Fans Click and Raise Money for the Poor
COCONUT CREEK, Fla. (Oct. 26, 2009) –
In this new era when you can poke someone without actually being physically near them, when sending an e-mail seems so mid-‘90s, and posting something on a wall is not done with a thumb tack but rather with a click of your mouse, it only seems fitting that a Food For the Poor donor wants to see the organization’s cause gain more attention in the online social scene.
Food For The Poor has been around for almost three decades and its staff along with one of its donors, wants to make sure the international relief agency keeps up with the times. The Christian charity’s website is constantly being updated with the latest news on how the organization is making an impact in Latin America and the Caribbean. Now, a donor who wishes to remain anonymous is granting the organization $1 for every new “fan” it gets on Facebook, up to a $20,000 donation.
“This donor is willing to give us the boost we need to open our doors and invite more people in, bring more attention to Food For The Poor and the millions we help,” said Angel Aloma, Executive Director of Food For The Poor. “We already use Facebook to spread our message. Now this donor wants us to take it to another level and invite others who may have not heard of us to join our mission and help feed and take care of the poorest of the poor. This is the best way to attract and communicate with a broader base of supporters.”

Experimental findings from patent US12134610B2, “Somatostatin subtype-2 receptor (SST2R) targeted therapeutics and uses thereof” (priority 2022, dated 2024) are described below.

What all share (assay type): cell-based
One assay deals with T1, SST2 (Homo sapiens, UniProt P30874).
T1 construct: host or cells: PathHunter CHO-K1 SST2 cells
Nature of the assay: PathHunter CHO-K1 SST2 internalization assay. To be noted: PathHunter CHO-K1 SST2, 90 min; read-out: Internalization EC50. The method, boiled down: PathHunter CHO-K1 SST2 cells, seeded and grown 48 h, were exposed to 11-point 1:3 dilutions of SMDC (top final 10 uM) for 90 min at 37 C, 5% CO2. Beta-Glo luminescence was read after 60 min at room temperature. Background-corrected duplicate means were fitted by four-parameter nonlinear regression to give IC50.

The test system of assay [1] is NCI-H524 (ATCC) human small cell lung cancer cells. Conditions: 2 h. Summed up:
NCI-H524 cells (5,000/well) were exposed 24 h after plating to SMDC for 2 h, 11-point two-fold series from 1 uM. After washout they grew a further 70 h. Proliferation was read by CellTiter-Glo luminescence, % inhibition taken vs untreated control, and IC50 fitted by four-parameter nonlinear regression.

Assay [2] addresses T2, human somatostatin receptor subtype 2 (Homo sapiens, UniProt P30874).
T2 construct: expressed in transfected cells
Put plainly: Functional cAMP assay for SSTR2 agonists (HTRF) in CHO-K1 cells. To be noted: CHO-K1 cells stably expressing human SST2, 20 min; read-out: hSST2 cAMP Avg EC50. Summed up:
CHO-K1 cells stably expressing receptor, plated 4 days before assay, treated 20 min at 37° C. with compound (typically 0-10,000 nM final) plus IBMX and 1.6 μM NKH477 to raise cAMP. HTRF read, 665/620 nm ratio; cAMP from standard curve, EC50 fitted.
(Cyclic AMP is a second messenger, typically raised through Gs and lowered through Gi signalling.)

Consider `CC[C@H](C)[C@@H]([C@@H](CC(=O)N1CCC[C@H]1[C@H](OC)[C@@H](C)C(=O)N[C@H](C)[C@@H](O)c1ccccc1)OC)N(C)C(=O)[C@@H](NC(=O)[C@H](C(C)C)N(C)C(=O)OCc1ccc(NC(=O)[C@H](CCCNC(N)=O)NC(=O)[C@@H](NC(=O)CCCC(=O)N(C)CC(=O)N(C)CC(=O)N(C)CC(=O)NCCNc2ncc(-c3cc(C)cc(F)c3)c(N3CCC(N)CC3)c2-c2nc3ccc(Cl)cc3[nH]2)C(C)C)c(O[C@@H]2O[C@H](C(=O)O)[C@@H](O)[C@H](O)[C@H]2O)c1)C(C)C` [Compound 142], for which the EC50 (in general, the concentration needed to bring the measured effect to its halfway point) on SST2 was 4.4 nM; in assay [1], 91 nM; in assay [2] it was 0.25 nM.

Facebook reportedly has more than 250 million users worldwide. Social media has revolutionized the way organizations interact and update users both internally and externally. Aloma said increasing awareness is what it is all about.
“This donor obviously sees the need to expand beyond the traditional ways of communicating our message, “ said Aloma. “I tell all of my family and friends to become a fan of our site. It is the easiest way to help, and stay informed.”
Food For The Poor, the largest international relief and development organization in the nation, does much more than feed millions of hungry poor in 17 countries of the Caribbean and Latin America. We provide emergency relief assistance, clean water, medicines, educational materials, homes, support for orphans and the aged, skills training and micro-enterprise development assistance, with more than 96 percent of all donations going directly to programs that help the poor. For more information, visit www.foodforthepoor.org.
Public Relations Associate
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